A heads of agreement is the agreement you enter into before the final contract. It is important to take the time to correctly review your heads of agreement before you enter into your contract as it sets out the key terms of the relationship. For example, you may sign a heads of agreement before signing a joint venture agreement or before buying a company.
By carefully considering the agreement and thinking ahead about what issues the contract should address, you can avoid disputes should your relationship with the other party sour. This article outlines some important considerations when entering into a heads of agreement.
Entering Into a Heads of Agreement
The heads of agreement provides structure to the relationship between you and the other party. It also allows you to take the time to understand the more complex details that the final contract will include. In this way, a heads of agreement is a part of the negotiating process. A heads of agreement is also known as a term sheet and sometimes a memorandum of understanding.
Tip: A heads of agreement is a good way to record understandings and formalise negotiations between parties.
Binding Heads of Agreement
The general principles of contract law apply to a heads of agreement. You should, therefore, consider:
- the language of the agreement;
- the intention of the parties; and
- whether the document is certain and complete.
If a heads of agreement is the subject of a dispute, a court will consider the language of the document. The court will analyse the language in the context of the surrounding factual circumstances. For example, the heads of agreement may expressly state that it is not legally binding. Although this is not definitive itself, the court takes it into account when deciding whether there was an intention for the agreement to be binding.
Tip: If you want your heads of agreement to be binding, ensure that the agreement explicitly states this.
When entering into a heads of agreement, you should ensure it contains clear language. Although the meaning of the clauses may seem obvious to you, you should think about how an objective third party with no prior knowledge would view your agreement. Could they pick up a copy of the document and understand it? Or would they have questions about certain parts?
If you think a third party would have questions, your heads of agreement may be open to different interpretations. The possibility of different interpretations is risky, especially in the event of a dispute. If the words and phrases used in a heads of agreement are uncertain or imprecise, your agreement could be unenforceable. To mitigate the risk, you should ensure the language is explicit about your intentions.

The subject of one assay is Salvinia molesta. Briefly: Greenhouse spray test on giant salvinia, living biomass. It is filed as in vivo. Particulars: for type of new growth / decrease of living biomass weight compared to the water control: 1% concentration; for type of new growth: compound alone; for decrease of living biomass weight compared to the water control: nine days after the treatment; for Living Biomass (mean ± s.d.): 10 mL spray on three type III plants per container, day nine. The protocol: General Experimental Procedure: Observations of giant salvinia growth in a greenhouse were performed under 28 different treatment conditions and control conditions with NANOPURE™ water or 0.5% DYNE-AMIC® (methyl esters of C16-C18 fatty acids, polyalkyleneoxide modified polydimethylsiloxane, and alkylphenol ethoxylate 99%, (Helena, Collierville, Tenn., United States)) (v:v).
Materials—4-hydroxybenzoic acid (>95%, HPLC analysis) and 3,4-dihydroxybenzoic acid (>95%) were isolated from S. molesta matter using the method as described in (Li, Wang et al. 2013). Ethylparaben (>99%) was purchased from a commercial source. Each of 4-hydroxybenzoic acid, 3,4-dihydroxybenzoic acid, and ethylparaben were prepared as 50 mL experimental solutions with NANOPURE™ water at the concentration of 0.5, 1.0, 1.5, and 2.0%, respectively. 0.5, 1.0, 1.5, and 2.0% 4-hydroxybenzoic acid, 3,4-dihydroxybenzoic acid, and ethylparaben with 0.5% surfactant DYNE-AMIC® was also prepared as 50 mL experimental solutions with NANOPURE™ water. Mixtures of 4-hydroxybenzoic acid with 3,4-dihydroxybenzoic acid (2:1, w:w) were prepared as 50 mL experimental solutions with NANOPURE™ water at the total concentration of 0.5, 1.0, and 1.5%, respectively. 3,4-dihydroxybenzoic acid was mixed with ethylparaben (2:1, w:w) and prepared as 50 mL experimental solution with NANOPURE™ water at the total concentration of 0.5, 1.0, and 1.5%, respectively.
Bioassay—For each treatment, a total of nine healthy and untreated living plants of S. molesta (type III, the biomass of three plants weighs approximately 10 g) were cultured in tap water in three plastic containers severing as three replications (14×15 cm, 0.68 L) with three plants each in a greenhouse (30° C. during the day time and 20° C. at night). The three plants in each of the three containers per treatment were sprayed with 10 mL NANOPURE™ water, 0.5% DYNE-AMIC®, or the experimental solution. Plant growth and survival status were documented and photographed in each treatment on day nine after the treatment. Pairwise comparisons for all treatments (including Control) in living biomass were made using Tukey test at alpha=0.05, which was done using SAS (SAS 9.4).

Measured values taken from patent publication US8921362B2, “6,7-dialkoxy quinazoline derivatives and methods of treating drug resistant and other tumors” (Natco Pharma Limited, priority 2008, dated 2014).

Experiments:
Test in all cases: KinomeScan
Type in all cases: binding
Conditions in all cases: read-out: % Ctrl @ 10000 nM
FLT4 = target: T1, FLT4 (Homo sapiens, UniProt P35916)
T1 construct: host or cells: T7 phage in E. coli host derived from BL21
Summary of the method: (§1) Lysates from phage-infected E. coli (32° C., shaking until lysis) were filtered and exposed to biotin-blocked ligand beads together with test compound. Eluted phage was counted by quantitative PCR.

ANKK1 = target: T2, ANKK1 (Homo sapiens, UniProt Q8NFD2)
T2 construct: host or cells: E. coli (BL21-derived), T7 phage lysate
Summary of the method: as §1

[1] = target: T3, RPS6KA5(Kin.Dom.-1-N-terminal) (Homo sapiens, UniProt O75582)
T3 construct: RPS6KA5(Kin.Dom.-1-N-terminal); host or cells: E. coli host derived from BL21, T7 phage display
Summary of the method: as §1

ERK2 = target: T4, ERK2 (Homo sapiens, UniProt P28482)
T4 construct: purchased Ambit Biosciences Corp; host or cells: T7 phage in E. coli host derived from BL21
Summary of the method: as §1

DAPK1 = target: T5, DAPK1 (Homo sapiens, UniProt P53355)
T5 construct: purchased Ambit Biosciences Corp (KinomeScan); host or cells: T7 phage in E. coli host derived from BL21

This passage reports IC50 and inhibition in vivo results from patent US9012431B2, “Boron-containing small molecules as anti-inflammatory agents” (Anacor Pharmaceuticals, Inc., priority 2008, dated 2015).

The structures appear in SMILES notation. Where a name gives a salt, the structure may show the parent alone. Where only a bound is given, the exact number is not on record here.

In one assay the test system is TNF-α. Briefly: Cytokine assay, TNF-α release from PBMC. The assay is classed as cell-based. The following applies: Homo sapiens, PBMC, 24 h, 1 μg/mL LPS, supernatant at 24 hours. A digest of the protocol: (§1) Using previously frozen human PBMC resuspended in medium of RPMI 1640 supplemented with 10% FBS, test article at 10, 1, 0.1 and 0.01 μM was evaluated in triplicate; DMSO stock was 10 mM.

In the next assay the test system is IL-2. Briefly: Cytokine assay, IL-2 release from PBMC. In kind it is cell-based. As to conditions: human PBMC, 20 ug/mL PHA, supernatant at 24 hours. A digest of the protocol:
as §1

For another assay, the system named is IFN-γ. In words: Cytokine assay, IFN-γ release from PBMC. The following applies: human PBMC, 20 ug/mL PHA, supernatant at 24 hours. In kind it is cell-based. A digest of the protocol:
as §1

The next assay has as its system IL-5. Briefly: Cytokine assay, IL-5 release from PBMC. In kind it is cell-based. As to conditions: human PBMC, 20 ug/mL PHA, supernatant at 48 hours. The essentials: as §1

Tip: Ensure the language is clear and says what you mean. Including definitions of terms and numbering each clause or section can assist in structuring the document.
You should also check that the heads of agreement includes all relevant details of the anticipated transaction. For example, if your agreement states that a loan is to be made to Party B, you should also include details of:
- who is providing the finances;
- who will repay the loan; and
- how and when that party will make repayments.
If your heads of agreement only states that a loan is to be made to Party B without further details, the court may view the terms surrounding the loan as incomplete, and therefore unenforceable. An unenforceable agreement may be a significant issue, especially if you were to receive a loan repayment but the agreement did not properly address how repayments were to be dealt with.
Tip: Ensure that your heads of agreement is complete and enforceable by recording any understandings in full detail.
Entering into a heads of agreement can be a complex process. You do not want to leave the enforceability of your contract to chance, especially if it relates to a transaction involving a significant sum of money.
Having a lawyer prepare or review your agreement is a valuable strategy for managing risks in your transaction. Ensuring a legal professional prepares your agreement correctly may save you headaches in the future. It also minimises your risk of ending up in court trying to enforce the agreement.
If you need assistance with drafting or reviewing a heads of agreement, contact LegalVision’s contract lawyers on 1300 544 755 or fill out the form on this page.
Was this article helpful?
We appreciate your feedback – your submission has been successfully received.